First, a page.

The Mandarin Oriental Hotel and Residences in Doha (John McAslan + Partners)

The Mandarin Oriental Hotel and Residences in Doha, designed by John McAslan + Partners, with interior design by David Collins Studio and Jouin Manku is the first hotel to open in Msheireb Downtown Doha.

Photos: Hufton & Crow

Msheireb Downtown Doha regeneration takes shape with new hotel completion

The hotel addresses Al Baraha Square – the largest covered open-air square in the Middle East and accommodates 123 guest rooms, 35 suites and 91 apartment residences.

The massing and elevational treatment of the hotel and residences is carefully integrated within the hierarchy, scale and character of the historic streets, lanes, squares and courtyards surrounding the site.

The design approach to the Mandarin Oriental Hotel is embedded in the core idea that the 21st-century architecture of the ensemble of buildings is enriched by key references from the past, and the traditional forms and details of Qatari buildings. These important contextual touchstones have been carefully interpreted to define a new architectural language which looks boldly to the future without abandoning the past.

The colonnades, a traditional feature of Qatari architecture, form thresholds between streets and buildings, offering a calm sense of architectural order, heightened visual perspective, and much-needed shade for pedestrians. The hotel colonnade also accentuates the decisively carved nature of building forms; the base sections have been hand-honed to produce a striated surface texture, and the upper sections are smooth with highly refined joint details.

In terms of the instinctive architectural approach, building façades are treated as solid forms, into which apertures and recesses are cut to reveal the mass, depth, and character of the materials. The façade is constructed of warmly coloured limestone, with solid corners at the lower level, and mitred joints to the reveals and corners at upper levels. These contrasts emphasise the carved nature and solidity of the façades, accented with highly crafted details. And this, along with the flush-filled jointing of the stone creates a uniformity of surface and detail that recalls the traditional rendered façades of Qatari architecture.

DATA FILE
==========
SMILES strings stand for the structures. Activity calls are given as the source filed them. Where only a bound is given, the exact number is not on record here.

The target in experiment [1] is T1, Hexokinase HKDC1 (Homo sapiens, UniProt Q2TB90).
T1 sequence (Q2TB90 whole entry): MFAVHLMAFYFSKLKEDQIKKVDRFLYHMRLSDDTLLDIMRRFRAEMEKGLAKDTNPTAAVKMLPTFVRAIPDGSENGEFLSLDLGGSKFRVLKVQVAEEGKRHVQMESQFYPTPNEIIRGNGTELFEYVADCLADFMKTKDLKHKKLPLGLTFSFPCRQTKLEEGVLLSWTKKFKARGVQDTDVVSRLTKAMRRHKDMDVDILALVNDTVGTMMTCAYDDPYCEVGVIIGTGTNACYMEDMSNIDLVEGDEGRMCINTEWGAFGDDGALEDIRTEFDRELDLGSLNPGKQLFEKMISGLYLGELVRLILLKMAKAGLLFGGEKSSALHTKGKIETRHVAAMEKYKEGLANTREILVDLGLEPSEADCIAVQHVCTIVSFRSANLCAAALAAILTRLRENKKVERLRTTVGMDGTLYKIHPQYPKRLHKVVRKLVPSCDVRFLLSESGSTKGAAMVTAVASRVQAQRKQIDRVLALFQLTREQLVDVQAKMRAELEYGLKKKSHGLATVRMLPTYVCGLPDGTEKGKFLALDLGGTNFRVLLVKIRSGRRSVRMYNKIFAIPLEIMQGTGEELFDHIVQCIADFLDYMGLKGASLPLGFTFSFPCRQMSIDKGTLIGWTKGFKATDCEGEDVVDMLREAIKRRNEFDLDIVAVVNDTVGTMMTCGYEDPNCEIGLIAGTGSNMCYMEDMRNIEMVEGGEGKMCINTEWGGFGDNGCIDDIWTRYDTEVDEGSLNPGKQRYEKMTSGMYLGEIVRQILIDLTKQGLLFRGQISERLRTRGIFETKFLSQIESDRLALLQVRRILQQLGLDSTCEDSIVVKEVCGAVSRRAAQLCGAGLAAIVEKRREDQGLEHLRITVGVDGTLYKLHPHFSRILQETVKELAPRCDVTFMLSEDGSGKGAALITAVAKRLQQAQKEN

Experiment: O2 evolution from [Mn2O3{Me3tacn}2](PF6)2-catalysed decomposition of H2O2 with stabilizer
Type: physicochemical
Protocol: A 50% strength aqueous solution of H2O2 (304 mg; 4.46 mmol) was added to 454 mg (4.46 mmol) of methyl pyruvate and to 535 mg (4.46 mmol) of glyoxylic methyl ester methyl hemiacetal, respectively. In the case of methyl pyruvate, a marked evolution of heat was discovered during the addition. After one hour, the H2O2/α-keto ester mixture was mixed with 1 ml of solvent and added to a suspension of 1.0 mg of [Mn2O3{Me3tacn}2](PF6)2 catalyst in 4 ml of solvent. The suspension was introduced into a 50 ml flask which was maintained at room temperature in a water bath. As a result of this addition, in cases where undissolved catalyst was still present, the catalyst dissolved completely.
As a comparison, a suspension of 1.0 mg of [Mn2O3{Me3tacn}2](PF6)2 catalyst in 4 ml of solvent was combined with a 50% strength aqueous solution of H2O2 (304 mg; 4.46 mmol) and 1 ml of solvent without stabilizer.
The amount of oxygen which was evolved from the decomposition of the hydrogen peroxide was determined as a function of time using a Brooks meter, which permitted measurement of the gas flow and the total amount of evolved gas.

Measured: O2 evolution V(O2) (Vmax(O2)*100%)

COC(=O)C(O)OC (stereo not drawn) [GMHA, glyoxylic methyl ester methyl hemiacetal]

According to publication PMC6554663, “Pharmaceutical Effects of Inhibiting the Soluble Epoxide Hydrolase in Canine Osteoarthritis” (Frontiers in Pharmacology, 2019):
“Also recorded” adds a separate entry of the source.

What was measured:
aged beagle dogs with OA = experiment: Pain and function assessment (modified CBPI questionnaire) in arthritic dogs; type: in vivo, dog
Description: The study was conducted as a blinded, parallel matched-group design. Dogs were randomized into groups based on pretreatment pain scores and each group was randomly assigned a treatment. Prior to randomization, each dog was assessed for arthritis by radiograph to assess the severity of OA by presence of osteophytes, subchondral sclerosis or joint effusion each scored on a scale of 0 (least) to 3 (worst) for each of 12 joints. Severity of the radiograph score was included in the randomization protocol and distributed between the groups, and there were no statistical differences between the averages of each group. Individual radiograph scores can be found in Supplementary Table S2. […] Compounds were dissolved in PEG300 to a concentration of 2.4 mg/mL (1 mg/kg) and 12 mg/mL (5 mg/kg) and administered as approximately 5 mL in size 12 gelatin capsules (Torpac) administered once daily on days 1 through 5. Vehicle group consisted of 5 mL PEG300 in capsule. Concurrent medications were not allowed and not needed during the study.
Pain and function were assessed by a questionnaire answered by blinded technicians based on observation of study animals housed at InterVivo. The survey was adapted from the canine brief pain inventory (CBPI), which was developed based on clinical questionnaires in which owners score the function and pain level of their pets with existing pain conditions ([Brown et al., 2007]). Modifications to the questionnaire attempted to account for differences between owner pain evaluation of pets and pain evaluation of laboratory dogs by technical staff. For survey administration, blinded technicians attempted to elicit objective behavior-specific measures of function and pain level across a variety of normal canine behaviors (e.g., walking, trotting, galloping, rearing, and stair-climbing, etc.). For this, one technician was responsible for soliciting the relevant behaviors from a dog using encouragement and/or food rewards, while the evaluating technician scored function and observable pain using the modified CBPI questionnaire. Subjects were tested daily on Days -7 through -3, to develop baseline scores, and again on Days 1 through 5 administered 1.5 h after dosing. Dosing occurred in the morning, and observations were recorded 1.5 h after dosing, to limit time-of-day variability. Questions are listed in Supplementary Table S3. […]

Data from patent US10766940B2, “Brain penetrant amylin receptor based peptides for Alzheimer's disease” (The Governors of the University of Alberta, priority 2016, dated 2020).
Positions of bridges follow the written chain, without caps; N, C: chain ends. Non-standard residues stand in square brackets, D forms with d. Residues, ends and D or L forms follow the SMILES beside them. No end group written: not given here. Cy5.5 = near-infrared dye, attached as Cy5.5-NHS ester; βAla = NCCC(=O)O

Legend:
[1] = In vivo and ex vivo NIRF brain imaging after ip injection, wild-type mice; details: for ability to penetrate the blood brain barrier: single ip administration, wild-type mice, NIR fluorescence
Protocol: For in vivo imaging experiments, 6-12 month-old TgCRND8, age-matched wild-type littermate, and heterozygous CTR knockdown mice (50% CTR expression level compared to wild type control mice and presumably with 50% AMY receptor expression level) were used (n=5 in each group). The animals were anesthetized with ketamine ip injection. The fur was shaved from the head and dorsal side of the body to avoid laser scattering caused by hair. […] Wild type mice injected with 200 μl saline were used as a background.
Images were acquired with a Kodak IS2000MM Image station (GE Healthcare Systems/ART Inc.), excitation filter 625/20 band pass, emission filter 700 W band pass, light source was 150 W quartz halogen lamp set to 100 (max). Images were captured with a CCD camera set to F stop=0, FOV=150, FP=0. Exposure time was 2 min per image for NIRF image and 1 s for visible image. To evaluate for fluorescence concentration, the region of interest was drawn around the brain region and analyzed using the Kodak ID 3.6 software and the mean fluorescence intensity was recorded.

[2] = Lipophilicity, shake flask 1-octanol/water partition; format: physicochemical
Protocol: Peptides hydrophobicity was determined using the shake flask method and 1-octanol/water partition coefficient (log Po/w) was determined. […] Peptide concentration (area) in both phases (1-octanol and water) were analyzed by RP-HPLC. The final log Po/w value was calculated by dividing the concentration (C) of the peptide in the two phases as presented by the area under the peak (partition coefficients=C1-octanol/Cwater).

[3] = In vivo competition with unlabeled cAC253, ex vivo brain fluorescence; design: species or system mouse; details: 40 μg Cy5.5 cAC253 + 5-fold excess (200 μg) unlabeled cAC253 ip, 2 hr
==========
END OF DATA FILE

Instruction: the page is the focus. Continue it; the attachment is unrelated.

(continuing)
Al Baraha Square is conceived as an ‘urban room’, anchored by two architecturally strong civic markers: the Mandarin Oriental Hotel to the west, and the Cultural Forum (also designed by JMP) to the east. The hotel is close to West Bay, Souq Wasif, Al Corniche and the practice’s award-winning Msheireb Museums. The architectural form and spatial quality of Al Baraha embodies the ethos of the masterplan: the creation of outstanding buildings and urban space in a sustainable development that reflects exciting and coherent fusions of urban tradition and modernity.


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